Q: Where do you procure your produce? Do you have particular sources?

A: We use commercial sources, just the local commercial vendors. And the Russians also send up small quantities of fresh food on the Progress as well. But their idea of fresh is a little different. I think they send apples and oranges sometimes too, but they also send things like raw onion and raw garlic for their cosmonauts.

The Expedition One crew members are about to eat fresh fruit in the form of oranges onboard the Zvezda Service Module of the Earth-orbiting International Space Station (ISS). Pictured, from the left, are cosmonaut Yuri P. Gidzenko, Soyuz commander; astronaut William M. Shepherd, mission commander; and cosmonaut Sergei K. Krikalev, flight engineer.

Q: Tell us some of the challenges in terms of food preparation and maintaining shelf-life in space.

A: Because we really don’t have refrigerators or freezers for food, everything obviously has to be shelf-stable and last a long time without refrigeration. So, we use a variety of methods to make the food shelf stable. We freeze-dry a great deal of it. We also thermostabilize a great deal of it, basically a heat process to destroy harmful microorganisms and enzymes using the canning process; except most of our products, rather than being in metal cans, are in pouches, what’s called the flexible can. This is the same technology that the military uses for the meals ready-to-eat. We produce a number of custom thermostabilized products that we put in the pouches. We have our own resource facility where we process those items.

Q: Could you provide examples?

A: For the custom ones we do, we have quite an assortment. We have rice products, fruit products, potato products, chicken, beef, and desserts, so we have a wide range of foods we thermostabilize. [Editor’s note: Astronaut Sandy Magnus gives an illustrated account of her experimental culinary endeavors to spice up traditional U.S. and Russian fare aboard the International Space Station here.]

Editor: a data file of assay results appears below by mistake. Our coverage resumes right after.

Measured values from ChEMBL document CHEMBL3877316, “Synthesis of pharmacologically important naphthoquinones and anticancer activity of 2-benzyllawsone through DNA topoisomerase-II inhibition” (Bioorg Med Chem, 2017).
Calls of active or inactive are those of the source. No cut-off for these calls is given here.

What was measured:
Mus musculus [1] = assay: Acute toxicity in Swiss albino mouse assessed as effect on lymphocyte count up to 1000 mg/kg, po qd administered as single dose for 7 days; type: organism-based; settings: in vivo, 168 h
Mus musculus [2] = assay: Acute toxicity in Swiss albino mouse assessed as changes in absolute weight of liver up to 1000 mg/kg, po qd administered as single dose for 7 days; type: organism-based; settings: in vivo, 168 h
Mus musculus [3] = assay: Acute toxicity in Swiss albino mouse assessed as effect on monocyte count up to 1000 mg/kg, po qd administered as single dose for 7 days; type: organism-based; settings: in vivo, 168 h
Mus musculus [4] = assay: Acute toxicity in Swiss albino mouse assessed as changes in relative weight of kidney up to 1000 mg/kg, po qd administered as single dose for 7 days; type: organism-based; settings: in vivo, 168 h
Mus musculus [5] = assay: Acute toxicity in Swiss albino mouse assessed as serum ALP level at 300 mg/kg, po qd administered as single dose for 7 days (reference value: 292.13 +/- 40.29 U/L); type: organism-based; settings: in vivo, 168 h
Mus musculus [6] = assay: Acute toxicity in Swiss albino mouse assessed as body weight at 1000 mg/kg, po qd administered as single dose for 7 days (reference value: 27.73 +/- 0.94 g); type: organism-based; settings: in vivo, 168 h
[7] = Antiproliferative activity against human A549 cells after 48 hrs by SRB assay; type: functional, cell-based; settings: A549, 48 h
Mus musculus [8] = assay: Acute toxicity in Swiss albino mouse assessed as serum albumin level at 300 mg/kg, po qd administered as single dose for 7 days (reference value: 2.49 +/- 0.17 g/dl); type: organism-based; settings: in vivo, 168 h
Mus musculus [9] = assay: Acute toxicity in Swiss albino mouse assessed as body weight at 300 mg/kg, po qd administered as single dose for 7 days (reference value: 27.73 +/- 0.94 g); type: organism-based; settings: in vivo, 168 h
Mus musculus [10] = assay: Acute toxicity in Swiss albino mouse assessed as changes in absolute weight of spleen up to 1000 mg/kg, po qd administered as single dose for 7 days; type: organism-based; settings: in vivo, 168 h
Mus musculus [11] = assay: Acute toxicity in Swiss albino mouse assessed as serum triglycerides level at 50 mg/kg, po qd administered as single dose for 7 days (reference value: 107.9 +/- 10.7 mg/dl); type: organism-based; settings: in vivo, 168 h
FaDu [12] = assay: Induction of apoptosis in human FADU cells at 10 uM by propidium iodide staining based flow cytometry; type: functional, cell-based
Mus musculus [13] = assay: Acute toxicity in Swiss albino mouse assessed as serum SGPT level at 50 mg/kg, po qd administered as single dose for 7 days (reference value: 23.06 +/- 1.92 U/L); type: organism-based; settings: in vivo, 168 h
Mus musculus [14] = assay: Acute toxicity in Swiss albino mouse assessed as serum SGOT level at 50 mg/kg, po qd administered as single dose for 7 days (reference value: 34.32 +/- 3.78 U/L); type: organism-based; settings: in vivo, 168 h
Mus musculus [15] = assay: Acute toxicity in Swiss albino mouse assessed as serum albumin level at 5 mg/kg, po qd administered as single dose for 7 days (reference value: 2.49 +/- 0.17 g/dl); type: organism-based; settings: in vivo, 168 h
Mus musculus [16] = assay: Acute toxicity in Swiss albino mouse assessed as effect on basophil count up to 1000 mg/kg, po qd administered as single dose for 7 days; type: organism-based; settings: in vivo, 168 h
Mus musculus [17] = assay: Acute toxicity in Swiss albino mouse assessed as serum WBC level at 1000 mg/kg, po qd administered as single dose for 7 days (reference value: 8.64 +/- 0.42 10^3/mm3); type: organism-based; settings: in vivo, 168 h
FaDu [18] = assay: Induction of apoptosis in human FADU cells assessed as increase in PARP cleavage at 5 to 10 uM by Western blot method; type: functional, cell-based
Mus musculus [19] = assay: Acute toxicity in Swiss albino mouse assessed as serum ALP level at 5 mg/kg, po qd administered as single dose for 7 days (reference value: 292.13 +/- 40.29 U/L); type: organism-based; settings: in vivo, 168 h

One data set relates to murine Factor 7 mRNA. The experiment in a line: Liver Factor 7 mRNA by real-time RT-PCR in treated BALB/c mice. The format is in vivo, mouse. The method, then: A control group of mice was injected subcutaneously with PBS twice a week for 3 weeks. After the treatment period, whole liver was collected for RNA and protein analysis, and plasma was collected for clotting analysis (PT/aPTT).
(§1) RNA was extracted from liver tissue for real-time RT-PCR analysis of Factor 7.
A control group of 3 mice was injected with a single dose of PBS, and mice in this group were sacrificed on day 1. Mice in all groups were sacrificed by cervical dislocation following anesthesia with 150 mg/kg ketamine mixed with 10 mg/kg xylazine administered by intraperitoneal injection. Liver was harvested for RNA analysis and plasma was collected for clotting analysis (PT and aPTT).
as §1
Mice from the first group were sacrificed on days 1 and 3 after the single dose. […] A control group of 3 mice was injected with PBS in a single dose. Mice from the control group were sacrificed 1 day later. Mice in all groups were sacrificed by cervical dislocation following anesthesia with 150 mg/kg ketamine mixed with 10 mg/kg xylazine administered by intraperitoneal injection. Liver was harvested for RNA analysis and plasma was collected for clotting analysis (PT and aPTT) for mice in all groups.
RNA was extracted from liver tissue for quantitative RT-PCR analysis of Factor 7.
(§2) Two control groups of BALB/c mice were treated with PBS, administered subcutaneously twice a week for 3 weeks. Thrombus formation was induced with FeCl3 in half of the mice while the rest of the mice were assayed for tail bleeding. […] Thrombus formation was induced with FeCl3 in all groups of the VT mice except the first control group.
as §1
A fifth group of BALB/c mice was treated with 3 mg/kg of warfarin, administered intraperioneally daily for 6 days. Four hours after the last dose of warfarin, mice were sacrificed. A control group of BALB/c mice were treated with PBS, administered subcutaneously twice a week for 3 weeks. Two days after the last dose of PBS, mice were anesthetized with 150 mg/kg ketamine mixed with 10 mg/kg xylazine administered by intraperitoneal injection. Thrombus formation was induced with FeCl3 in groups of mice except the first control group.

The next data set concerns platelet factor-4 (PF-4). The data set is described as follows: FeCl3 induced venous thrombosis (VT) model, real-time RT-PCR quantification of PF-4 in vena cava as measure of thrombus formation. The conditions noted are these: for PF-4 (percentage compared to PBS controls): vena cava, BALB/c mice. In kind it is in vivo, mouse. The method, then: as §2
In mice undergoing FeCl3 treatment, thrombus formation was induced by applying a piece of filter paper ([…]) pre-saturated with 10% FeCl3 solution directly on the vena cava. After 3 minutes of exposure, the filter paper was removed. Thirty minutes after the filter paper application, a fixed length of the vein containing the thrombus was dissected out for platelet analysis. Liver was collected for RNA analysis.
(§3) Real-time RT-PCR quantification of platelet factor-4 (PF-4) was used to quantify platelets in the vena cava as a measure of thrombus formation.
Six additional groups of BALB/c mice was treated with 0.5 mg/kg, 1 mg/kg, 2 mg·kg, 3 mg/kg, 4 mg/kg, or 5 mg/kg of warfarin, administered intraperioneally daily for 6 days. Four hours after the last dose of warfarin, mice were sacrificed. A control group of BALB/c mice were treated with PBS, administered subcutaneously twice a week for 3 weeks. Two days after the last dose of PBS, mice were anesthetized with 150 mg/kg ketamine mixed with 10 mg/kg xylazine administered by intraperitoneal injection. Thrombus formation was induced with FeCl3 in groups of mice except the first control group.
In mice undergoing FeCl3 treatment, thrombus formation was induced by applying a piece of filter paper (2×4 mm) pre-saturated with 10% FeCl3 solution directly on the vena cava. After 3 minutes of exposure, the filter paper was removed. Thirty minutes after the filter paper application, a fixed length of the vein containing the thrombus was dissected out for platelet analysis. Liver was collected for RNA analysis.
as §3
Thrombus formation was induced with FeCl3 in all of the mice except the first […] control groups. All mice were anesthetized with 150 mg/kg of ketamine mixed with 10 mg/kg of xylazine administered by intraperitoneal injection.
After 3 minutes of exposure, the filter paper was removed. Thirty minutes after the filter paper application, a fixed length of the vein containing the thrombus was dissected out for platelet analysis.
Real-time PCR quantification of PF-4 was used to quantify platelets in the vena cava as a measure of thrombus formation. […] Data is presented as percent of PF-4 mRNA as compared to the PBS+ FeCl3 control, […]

Q: What are the most innovative technologies and packaging techniques you’re developing?

A: Well, to be honest, in space food processing per say, we have not invented any technologies. Thermostabilization has been around since dawn, the pouches we use — the flexible cans — were invented by the military. Although we did not invent this, we do use some irradiated products, and that is something that is not on the commercial market typically, not in the U.S. anyway. I guess that is probably the most innovative technology that we are currently using.

Q: Those would be meat products?

A: Yes. We have about 10 irradiated meat products. We have permission from the USDA and FDA to produce those, for space flight only.

Q: Does NASA irradiate any produce items?

A: We don’t use irradiated produce at all. We use some irradiated meat products, but we don’t have irradiated fresh produce or anything like that.

Q: What about nuts?

A: No. We use commercial off-the-shelf Planters and other brands. We get the shelf life we need from commercial dry roasted nuts.

Q: In the wake of the Georgia peanut outbreak, for example, wouldn’t irradiation be a more foolproof method to protect astronauts against potential contamination?